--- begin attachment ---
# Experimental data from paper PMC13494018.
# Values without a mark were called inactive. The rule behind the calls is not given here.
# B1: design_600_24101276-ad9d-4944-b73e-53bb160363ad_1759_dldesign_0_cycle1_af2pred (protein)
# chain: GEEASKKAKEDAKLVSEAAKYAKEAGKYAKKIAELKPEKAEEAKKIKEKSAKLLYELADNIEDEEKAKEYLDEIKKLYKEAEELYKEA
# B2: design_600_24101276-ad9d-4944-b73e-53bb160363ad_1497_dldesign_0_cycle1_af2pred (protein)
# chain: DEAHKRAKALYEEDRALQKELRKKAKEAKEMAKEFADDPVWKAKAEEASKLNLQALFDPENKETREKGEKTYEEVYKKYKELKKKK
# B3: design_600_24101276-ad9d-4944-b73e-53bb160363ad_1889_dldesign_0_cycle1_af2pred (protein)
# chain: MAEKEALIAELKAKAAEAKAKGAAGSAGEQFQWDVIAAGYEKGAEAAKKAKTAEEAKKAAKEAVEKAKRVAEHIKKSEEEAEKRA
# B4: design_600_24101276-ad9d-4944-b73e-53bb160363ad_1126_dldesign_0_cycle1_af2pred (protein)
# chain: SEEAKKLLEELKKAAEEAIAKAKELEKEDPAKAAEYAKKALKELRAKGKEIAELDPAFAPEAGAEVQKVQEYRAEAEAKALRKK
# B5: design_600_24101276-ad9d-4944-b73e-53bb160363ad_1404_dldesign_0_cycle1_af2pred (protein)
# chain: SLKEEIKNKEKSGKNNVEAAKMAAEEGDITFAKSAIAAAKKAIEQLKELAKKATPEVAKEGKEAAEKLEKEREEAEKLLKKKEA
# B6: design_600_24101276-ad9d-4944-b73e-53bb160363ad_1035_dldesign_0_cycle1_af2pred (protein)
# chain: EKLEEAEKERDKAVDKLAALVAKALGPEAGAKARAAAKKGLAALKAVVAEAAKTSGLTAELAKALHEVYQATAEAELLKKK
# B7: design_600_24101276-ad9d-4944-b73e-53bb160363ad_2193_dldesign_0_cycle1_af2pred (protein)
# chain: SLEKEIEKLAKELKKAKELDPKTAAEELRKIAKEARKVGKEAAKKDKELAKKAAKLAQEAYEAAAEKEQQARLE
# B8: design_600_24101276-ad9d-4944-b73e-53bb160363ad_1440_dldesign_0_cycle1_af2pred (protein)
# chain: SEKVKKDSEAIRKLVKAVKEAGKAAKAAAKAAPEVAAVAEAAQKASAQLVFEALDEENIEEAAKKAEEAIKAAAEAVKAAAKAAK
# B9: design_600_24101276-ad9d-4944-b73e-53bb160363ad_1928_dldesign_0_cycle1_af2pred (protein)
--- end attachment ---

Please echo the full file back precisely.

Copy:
# Experimental data from paper PMC13494018.
# Values without a mark were called inactive. The rule behind the calls is not given here.
# B1: design_600_24101276-ad9d-4944-b73e-53bb160363ad_1759_dldesign_0_cycle1_af2pred (protein)
# chain: GEEASKKAKEDAKLVSEAAKYAKEAGKYAKKIAELKPEKAEEAKKIKEKSAKLLYELADNIEDEEKAKEYLDEIKKLYKEAEELYKEA
# B2: design_600_24101276-ad9d-4944-b73e-53bb160363ad_1497_dldesign_0_cycle1_af2pred (protein)
# chain: DEAHKRAKALYEEDRALQKELRKKAKEAKEMAKEFADDPVWKAKAEEASKLNLQALFDPENKETREKGEKTYEEVYKKYKELKKKK
# B3: design_600_24101276-ad9d-4944-b73e-53bb160363ad_1889_dldesign_0_cycle1_af2pred (protein)
# chain: MAEKEALIAELKAKAAEAKAKGAAGSAGEQFQWDVIAAGYEKGAEAAKKAKTAEEAKKAAKEAVEKAKRVAEHIKKSEEEAEKRA
# B4: design_600_24101276-ad9d-4944-b73e-53bb160363ad_1126_dldesign_0_cycle1_af2pred (protein)
# chain: SEEAKKLLEELKKAAEEAIAKAKELEKEDPAKAAEYAKKALKELRAKGKEIAELDPAFAPEAGAEVQKVQEYRAEAEAKALRKK
# B5: design_600_24101276-ad9d-4944-b73e-53bb160363ad_1404_dldesign_0_cycle1_af2pred (protein)
# chain: SLKEEIKNKEKSGKNNVEAAKMAAEEGDITFAKSAIAAAKKAIEQLKELAKKATPEVAKEGKEAAEKLEKEREEAEKLLKKKEA
# B6: design_600_24101276-ad9d-4944-b73e-53bb160363ad_1035_dldesign_0_cycle1_af2pred (protein)
# chain: EKLEEAEKERDKAVDKLAALVAKALGPEAGAKARAAAKKGLAALKAVVAEAAKTSGLTAELAKALHEVYQATAEAELLKKK
# B7: design_600_24101276-ad9d-4944-b73e-53bb160363ad_2193_dldesign_0_cycle1_af2pred (protein)
# chain: SLEKEIEKLAKELKKAKELDPKTAAEELRKIAKEARKVGKEAAKKDKELAKKAAKLAQEAYEAAAEKEQQARLE
# B8: design_600_24101276-ad9d-4944-b73e-53bb160363ad_1440_dldesign_0_cycle1_af2pred (protein)
# chain: SEKVKKDSEAIRKLVKAVKEAGKAAKAAAKAAPEVAAVAEAAQKASAQLVFEALDEENIEEAAKKAEEAIKAAAEAVKAAAKAAK
# B9: design_600_24101276-ad9d-4944-b73e-53bb160363ad_1928_dldesign_0_cycle1_af2pred (protein)